2021: No. “In a flip from last year, I WOULDN’T vote for Curt Schilling (10th year, 71.1%). And it has something to do with his public request not to be on the ballot. After last year’s vote, he touted “presidential election-related conspiracy theories, calling for a declaration of martial law; and comparing Dr. Anthony Fauci, the nation’s top infectious disease expert, to a Nazi.

“After the December 31 voting deadline, Schilling doubled down by tweeting his support of the insurrectionists who stormed the U.S. Capitol building on January 6, a move that was a bridge too far for some voters who had otherwise continued to support him.”

Obviously, I’m very conflicted about Schilling. I would not have been upset had he made it, but his exclusion does not break me up. I think, down the road, Schilling, Bonds, Clemens, and maybe even Sosa and McGwire will get in via the veterans’ committee.

Break-up, baseball, and JEOPARDY

Lake George

break-upHere are some Ask Roger Anything questions about break-up, baseball, and JEOPARDY. They were asked by Kelly Sedinger, the fine Buffalo-area blogger at

When the break-up finally comes, does New York form a country with, say, NJ and New England and maybe PA, MD, and DE? Or do we all just join Canada?

First, I do accept the premise of the question. Major Garrett, formerly of FOX and now CBS, wrote a book suggesting that America is close to Civil War. But I remain puzzled by the mechanism.

As someone in upstate New York, you KNOW there are pockets of conservatives in New York, such as the Southern Tier south of you, or much of the territory north of me, which are quite conservative. Conversely, there are liberal enclaves in Iowa.

The Greater Idaho movement, with much of eastern Oregon joining the spud state, will be difficult to achieve. Redistributing assets nationally would be a nightmare.

Still, rhetorically speaking, your larger model works. And the Canadians, if they are smart, will want to have nothing to do with a land annexation. They don’t want those gun-toting folks in their jurisdiction.

Here comes the Judge

Am I crazy in detecting a rather unsavory note in all the cheering of Aaron Judge this season as he chases home run records? Because it really does occasionally take on a tone of “Thank God a white guy is posing a threat to the record held by the black guy nobody likes.”

I can say that Barry Bonds was very supportive of Judge’s pursuit of the American League record of 61 (Roger Maris, 1961) and understood the stress of getting that 61st one. Days before the regular season ended, it was pretty clear that Judge wouldn’t surpass Bonds’ 73 HRs.

But I think your question hit on the real issue. Barry Bonds is just not warm and fuzzy. And people feel that he cheated with the Performance-Enhancing Drugs. So I don’t think it’s specifically racism, although I don’t listen to sports talk on radio or TV because I find much of it repetitive and banal.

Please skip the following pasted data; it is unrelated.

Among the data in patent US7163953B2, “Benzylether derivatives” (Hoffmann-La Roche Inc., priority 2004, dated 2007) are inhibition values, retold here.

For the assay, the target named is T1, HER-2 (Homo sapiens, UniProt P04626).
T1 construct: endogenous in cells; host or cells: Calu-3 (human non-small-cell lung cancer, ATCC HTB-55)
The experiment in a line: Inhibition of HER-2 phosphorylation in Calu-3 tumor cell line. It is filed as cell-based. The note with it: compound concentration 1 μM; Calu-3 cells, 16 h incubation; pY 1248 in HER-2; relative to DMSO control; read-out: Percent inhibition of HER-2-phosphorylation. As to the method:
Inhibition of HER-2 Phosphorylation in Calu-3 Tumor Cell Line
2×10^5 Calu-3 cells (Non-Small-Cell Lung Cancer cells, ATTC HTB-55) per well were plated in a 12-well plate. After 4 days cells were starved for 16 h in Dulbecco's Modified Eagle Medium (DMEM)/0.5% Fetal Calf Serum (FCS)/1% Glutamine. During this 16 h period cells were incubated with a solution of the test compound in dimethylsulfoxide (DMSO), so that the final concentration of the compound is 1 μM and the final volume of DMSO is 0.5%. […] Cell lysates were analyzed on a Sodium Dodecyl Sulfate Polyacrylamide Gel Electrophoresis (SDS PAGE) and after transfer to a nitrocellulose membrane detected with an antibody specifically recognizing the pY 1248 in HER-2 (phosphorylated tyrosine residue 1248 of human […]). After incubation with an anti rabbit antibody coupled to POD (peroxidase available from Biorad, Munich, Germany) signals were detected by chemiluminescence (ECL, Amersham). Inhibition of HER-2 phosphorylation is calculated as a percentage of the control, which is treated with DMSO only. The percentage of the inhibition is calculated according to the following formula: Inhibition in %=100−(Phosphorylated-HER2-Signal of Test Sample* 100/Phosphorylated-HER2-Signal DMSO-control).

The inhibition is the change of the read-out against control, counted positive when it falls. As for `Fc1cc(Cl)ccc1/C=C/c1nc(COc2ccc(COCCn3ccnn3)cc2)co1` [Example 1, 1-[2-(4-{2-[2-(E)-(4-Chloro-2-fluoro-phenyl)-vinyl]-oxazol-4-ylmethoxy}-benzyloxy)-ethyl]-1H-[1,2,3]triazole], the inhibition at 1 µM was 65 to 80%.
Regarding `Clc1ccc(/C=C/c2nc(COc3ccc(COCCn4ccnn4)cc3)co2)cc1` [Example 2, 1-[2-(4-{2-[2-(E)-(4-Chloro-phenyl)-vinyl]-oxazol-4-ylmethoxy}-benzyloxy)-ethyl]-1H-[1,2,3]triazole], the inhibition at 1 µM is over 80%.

Now some people didn’t want Henry Aaron to topple Babe Ruth’s career record of 714, even sending death threats. (When I saw a guy on the field running with Hammerin’ Hank, I was genuinely worried about the slugger’s safety.) But many people think Bonds’ career record of 762 is tainted and that it should belong to Aaron, with 755.

Favorite place within 50 miles of Albany?

I’m fond of Lake George, north of here. The lake itself is quite beautiful, and it has several amenities without being TOO touristy.


A change you would make to JEOPARDY!? (Resurrecting Trebek is not an option.)

Actually, my wish can never happen because it seems to be too popular with the fans. I’d prefer that they stayed with five-day champions, and then they’re gone until the annual Tournament of Champions. The interview segment is fine for someone staying for a week, but most of them start to wear on me.

I don’t want to see the same people in yet another tournament. They had that awful team event a few years ago. Besides seeing Ken and Brad yet AGAIN in competition, it took away time when we might see your average champion. They seem to be keying on the “super champions,” which just doesn’t feel right. At least Ken Jennings and Buzzy Cohen, as hosts of the show, can no longer compete on the show because they’ve hosted.

Oh, and I’m against giving a bonus to people who run a category. Former JEOPARDY champ Austin Rogers makes a case for it, but I remain unconvinced.

Oh, and here’s something that Trebek used to say that I never liked, and I recently heard Jennings repeat. When all three contestants missed the same question, Alex would say, “No harm, no foul.” It’s not correct. If Player A has $12,000, Player B has $6,000, and Player C has $3,000, and they all miss a $2,000 question, who is most disadvantaged? The person with the least amount of money.

Jim Kalas (John W. Kalas), RIP

Psalm 84

Jim Kalas

His given name was John, but he was always Jim Kalas. I knew him from my time at Trinity United Methodist Church from 1983 to 2000, but I would continue to see him occasionally when the FOCUS Churches would meet during the summer.

One thing many folks knew was that he was an avid swimmer. I found this article from North Central College in Naperville, IL. He was inducted into the college’s sports Hall of Fame for Men’s Swimming in 2015 based on his accomplishments in the pool back in 1955.